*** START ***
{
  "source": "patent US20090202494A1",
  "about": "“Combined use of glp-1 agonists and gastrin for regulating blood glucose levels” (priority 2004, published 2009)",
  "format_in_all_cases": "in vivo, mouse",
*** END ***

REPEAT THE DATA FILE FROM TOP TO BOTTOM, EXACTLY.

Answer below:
{
  "source": "patent US20090202494A1",
  "about": "“Combined use of glp-1 agonists and gastrin for regulating blood glucose levels” (priority 2004, published 2009)",
  "format_in_all_cases": "in vivo, mouse",